These days, there’s not a lot of point going the whole hog and doing it in First; many airlines have scrapped the ultimate luxury in mid-air.

Having confirmed the ticket, then the fun really starts. What visas do you need? In my case, as a full UK passport holder, permission to enter Australia and the United States could be done from the comfort of my own computer.

Both India and Vietnam needed formal applications to be sent off, which normally necessitates being without your passport for around two weeks. So you need to factor the time for that into the timetable.

Visas are a complex issue where the rules can change at short notice: even the advice given by the Embassies’ own websites can contradict the reality.

It can also be costly. I have shelled out around €200 for visas – even the United States has introduced a fee.

What about health requirements? Make sure you go and see your doctor, dentist and optician well in advance to make sure that you are in tip top condition. Depending where you are going, you’ll need to get some inoculations.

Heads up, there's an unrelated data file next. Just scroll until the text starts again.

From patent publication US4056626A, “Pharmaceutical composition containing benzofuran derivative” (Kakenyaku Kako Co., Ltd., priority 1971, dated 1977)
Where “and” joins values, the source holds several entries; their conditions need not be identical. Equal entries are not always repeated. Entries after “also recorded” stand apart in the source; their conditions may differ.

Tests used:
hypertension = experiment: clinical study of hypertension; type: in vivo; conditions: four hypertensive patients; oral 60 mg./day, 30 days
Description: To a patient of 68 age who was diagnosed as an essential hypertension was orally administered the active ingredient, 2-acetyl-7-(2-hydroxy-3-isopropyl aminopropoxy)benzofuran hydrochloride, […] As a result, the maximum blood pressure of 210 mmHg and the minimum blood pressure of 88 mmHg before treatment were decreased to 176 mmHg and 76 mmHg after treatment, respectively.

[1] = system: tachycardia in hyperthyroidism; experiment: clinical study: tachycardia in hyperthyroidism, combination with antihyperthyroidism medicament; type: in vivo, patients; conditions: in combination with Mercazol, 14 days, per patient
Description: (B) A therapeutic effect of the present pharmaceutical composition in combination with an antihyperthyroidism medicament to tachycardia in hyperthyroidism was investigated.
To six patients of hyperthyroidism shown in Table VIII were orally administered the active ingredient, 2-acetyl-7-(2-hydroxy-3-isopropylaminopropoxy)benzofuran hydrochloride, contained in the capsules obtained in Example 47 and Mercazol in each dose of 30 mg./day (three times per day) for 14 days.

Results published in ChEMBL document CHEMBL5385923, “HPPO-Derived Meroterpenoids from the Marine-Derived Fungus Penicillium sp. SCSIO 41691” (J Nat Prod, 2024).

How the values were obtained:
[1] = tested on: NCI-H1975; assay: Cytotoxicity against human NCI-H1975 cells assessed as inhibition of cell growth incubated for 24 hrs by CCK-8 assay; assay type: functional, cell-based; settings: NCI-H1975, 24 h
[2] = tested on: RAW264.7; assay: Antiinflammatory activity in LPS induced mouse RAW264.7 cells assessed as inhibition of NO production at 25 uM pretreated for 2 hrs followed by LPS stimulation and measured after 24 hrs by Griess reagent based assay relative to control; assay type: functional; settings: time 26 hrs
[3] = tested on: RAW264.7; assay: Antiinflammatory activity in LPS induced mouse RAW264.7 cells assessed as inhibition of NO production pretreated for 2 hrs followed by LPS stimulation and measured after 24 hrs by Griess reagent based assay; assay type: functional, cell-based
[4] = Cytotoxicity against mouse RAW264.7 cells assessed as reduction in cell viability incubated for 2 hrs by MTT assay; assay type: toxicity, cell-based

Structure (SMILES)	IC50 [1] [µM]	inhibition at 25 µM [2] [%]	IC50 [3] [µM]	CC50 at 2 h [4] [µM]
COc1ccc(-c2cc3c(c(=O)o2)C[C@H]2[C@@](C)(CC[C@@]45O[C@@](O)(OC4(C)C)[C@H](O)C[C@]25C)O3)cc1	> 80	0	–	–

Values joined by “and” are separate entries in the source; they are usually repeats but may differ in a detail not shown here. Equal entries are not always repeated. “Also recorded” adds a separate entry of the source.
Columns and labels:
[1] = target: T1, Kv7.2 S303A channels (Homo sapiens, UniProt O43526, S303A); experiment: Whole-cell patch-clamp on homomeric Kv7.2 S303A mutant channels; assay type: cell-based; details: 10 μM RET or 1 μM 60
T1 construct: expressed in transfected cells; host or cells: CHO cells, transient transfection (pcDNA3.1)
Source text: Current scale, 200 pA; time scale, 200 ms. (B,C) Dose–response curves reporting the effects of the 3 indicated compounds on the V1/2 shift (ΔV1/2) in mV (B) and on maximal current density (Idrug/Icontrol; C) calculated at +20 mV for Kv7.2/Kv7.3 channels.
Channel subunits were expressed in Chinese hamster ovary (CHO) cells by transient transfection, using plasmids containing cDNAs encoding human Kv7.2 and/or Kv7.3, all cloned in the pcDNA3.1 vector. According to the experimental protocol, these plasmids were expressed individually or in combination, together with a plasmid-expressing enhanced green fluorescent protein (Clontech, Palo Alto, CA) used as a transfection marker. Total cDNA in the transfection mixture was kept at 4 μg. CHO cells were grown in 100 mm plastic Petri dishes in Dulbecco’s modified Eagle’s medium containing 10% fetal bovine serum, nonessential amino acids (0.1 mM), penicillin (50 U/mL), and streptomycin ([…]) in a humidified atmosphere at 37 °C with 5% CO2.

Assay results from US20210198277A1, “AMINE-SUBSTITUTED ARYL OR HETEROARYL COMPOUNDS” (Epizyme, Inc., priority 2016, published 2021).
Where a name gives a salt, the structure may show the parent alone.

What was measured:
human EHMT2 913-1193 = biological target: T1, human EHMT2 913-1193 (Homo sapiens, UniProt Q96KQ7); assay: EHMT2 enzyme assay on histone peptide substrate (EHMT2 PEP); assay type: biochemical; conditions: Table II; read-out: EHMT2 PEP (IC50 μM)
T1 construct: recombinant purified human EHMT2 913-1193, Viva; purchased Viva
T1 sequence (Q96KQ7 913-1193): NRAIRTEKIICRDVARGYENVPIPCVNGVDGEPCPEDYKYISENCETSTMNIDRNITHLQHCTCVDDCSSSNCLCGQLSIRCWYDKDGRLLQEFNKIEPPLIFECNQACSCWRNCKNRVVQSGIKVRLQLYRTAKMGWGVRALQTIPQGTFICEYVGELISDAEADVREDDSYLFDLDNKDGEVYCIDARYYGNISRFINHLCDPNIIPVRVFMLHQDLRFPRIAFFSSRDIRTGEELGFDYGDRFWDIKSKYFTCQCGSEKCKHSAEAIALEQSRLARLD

My portable medical kit will include a couple of sterile syringes and needles (now a requirement for foreign correspondents) in case of needing any jabs in third-world countries, loperamide to sort out the inevitable tummy troubles and some rehydration powder. Plus a really good protection against mosquitoes.

Such a trip is not to be taken lightly.

Then there is accommodation to book, airport transfers, sourcing foreign currency and more besides. It would be fair to say that for my forthcoming two-month long trip, I have spent almost the same length of time making the necessary arrangements.

Often I have had to be up at the crack of dawn to speak to someone in the Antipodes; conversely, late at night to communicate with the US west coast.

Some people, especially students, just set off with their ticket and backpack and sort themselves out when they get to each destination.

I am certain I could have achieved my detailed trip plan without the internet; people who haven’t yet embraced the internet will, I feel, struggle to get the up to date detail that is needed.

So that’s the theory of a round the world trip.

I’ll be reporting on the practical in the weeks ahead.